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Friday, January 15, 2010

The Book of Eli (Warner Bros. Pictures)



By Harry Forbes

Here’s another of those post-apocalyptic fables with a stalwart hero intent on surviving on a bleak, decimated planet, scrambling for food and supplies, and coping with marauding hordes, some of them cannibals. Think “The Road” but with plenty of action-adventure elements.

In place of Viggo Mortensen, it’s Denzel Washington doing his best to survive in an inhospitable world. Eli is a peaceable, soft-spoken man, unless he’s crossed, as a gang of leathered thugs (“hijackers” in the movie’s parlance) learn on a desolate highway when they try to get the better of him, or, a bit later, a mangy outlaw who threatens Eli in a saloon.

When provoked, Eli becomes a veritable samurai wielding a mean and deadly sword. Elsewhere, he proves himself an expert marksman, and deft practitioner of martial arts. He’s determined to reach the West coast, much as Mortensen needed to get to the sea with his young son.

Along the way, he stops at a lawless Western-looking town to barter for supplies (and charge his iPod), and encounters the ruthless boss Carnegie (Gary Oldham) who has control of the water supply and whose brutal gang is sent out on book hunting missions. Wouldn’t you know Carnegie is looking for the very same book that Eli has in his satchel, and (small spoiler) it doesn’t take long for us to figure out that that book is the Bible.

We learn that the Bible may, in some way, have been responsible for the cataclysm of years before, and that all extant copies were ordered destroyed shortly thereafter. Eli believes the book can save mankind, providing a blueprint for society as it rebuilds itself; Carnegie that acquisition of the book will give him control over what’s left of the ragtag populace. And there you have the central conflict.

Carnegie has a beautiful blind wife/lover (Jennifer Beals), and a sexy stepdaughter Solara (Mila Kunis). When Carnegie forcibly tries to wrest the book from Eli – even sending in Solara to seduce him – Eli is forced to shoot himself out of town. Though Eli wants no part of her, Solara follows after him, and she is nearly raped by thugs. Eli rescues her and he’s stuck with her from that point on, with the bad guys, including Carnegie’s bodyguard Redridge (Ray Stevenson) who covets Solara, in hot pursuit.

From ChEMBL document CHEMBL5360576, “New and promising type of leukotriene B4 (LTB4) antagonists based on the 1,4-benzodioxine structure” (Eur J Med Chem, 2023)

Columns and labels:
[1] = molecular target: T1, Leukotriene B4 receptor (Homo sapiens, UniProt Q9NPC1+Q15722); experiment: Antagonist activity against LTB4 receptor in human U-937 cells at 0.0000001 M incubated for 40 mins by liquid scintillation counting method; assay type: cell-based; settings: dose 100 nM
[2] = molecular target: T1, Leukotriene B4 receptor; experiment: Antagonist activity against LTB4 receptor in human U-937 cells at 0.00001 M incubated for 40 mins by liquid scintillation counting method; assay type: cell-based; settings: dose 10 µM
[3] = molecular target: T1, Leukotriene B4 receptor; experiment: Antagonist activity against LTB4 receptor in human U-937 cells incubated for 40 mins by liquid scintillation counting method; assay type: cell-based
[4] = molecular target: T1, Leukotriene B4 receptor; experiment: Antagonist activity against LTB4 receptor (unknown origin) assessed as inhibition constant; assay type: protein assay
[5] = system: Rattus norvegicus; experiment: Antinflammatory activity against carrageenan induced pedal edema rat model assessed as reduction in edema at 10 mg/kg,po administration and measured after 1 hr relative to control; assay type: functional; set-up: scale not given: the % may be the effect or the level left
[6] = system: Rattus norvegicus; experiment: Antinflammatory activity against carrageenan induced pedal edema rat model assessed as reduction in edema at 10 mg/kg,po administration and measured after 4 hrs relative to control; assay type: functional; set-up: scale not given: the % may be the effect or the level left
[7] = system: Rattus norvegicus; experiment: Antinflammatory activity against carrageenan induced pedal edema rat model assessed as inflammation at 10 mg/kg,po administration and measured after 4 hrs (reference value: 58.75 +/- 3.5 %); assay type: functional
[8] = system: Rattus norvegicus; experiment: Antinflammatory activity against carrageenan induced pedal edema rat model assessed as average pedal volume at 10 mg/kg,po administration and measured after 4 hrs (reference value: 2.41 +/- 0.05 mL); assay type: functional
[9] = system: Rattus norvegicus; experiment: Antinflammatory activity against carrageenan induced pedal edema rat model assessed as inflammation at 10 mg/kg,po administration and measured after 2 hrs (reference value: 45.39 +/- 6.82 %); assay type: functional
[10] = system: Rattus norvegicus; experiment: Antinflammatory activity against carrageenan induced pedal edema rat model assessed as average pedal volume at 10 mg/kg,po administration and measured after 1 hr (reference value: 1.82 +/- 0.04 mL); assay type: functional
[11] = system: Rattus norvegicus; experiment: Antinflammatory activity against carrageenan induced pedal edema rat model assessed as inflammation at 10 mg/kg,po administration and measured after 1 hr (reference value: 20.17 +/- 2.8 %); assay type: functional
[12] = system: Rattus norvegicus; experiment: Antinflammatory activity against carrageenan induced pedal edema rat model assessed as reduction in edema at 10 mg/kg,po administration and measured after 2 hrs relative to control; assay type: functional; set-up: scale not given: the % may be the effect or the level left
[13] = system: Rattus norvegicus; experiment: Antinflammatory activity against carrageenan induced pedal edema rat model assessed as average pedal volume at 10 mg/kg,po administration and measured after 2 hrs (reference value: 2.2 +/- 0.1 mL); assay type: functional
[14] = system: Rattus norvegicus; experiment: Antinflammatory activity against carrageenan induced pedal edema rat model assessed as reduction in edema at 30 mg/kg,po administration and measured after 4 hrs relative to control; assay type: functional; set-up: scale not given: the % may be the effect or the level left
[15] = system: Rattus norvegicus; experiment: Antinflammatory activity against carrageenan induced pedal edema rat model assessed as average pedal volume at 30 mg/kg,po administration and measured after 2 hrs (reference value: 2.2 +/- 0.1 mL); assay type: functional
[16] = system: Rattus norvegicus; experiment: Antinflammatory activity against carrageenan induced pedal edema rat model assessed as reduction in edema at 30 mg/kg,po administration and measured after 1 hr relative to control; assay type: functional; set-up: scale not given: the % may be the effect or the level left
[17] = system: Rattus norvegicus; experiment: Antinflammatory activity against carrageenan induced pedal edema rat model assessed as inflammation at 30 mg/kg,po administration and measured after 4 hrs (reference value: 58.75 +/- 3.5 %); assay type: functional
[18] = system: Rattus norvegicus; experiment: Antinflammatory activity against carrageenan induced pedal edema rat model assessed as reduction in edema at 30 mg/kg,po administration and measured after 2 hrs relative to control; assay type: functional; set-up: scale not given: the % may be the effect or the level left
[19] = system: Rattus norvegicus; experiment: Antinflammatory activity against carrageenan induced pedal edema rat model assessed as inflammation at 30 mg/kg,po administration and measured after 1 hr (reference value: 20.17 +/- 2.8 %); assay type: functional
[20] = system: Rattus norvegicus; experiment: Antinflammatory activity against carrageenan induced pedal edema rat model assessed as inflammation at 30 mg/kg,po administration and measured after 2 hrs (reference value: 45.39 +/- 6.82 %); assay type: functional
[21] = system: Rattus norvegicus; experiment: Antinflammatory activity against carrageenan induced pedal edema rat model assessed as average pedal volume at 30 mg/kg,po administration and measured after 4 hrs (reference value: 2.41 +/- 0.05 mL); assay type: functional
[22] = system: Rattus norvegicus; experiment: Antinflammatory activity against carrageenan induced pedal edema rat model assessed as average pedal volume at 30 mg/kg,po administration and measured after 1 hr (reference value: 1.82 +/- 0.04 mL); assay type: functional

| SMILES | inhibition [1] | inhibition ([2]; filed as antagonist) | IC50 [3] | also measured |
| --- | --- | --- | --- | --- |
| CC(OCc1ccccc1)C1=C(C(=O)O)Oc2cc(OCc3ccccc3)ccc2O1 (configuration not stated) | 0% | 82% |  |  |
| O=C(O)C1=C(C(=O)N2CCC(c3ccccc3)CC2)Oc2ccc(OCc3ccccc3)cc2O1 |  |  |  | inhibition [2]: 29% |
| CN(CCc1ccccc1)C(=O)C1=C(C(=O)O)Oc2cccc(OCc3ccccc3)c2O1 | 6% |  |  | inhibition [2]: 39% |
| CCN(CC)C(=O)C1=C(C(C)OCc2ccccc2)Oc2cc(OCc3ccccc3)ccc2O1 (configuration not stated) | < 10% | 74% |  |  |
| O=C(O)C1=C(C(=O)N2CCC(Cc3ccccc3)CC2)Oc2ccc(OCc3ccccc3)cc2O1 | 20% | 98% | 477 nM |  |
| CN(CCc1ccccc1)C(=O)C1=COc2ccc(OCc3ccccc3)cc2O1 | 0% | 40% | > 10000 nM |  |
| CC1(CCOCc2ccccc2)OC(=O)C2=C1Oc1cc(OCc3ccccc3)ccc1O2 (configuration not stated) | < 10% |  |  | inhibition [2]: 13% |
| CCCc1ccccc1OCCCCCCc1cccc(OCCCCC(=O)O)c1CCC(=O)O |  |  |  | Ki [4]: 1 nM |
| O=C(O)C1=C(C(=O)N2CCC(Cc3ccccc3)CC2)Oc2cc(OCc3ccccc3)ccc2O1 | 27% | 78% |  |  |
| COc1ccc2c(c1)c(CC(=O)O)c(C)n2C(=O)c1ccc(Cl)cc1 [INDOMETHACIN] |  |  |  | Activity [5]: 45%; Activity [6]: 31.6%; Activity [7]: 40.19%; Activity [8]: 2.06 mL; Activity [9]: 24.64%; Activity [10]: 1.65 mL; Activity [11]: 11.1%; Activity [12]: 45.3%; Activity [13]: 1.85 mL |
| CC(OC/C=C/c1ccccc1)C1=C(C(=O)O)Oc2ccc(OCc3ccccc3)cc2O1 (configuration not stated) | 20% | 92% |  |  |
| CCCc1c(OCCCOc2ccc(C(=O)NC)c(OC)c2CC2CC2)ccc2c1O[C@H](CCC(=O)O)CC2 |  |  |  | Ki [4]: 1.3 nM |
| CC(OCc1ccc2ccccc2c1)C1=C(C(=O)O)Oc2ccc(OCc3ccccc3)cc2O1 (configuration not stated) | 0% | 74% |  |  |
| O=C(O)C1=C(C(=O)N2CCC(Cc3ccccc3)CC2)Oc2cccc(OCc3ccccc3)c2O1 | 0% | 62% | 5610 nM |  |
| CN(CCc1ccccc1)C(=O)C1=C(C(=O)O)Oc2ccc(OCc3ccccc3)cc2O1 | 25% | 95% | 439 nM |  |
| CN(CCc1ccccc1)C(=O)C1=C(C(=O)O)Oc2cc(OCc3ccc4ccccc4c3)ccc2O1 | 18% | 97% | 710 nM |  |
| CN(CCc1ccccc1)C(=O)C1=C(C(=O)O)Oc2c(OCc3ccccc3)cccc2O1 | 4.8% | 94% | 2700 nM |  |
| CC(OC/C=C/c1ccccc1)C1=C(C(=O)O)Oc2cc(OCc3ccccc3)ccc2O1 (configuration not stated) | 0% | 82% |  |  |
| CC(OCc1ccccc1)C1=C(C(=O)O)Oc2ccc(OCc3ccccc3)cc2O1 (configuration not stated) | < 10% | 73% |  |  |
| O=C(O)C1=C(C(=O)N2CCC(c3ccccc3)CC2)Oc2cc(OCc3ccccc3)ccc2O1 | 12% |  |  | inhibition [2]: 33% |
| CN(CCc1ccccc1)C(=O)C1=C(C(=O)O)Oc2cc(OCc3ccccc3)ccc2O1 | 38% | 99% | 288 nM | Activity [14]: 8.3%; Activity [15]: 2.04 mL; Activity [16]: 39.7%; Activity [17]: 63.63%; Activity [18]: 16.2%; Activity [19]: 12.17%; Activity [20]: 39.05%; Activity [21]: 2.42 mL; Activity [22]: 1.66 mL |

Along the way, they encounter an American Gothic farming couple, George and Martha, ludicrously cast with hammy Brits Michael Gambon and Frances de la Tour, neither of whom can claim convincing American accents among their otherwise impressive thespian skills.

Despite a hero with a noble mission – preservation of the Good Book – Gary Whitta’s script allows for plenty of pretty brutal violence. Sex is minimal but Kunis and Lora Cunningham as the hijackers’ decoy look less like apocalyptic survivors than sexy babes from a TV reality show.

Some Christian groups may wax ecstatic over Eli’s noble mission and his frequent quotes from the King James edition, but though I wasn’t a fan of “The Road,” that film rates higher on the spiritual scale in showing its hero trying to hold to moral standards despite temptation to resort to his baser nature.

Visually, “The Book of Eli” is at least a bit more interesting and stylish than “The Road.” Both present intentionally bleak landscapes drained of most color. Here, pointedly, there’s not a trace of blue in this sky. But, at least, there’s more going on here, and the Hughes Brothers’ (Allen and Albert) direction is consistently taut throughout.

Washington’s character is fairly taciturn, when he’s not nobly quoting Scripture, but he has a commanding presence, and you never doubt his conviction to follow through with his single-minded mission.

Oldham’s adversary could have been a fascinating villain – like, for instance, Christopher Wentz’s Nazi in “Inglourious Bastards” -- but his character is much less interesting, and it’s a pity the script doesn’t allow for more verbal interplay between the only characters who might be considered intellectual equals.

(Rated R by the MPAA for some brutal violence and language.) Print this post

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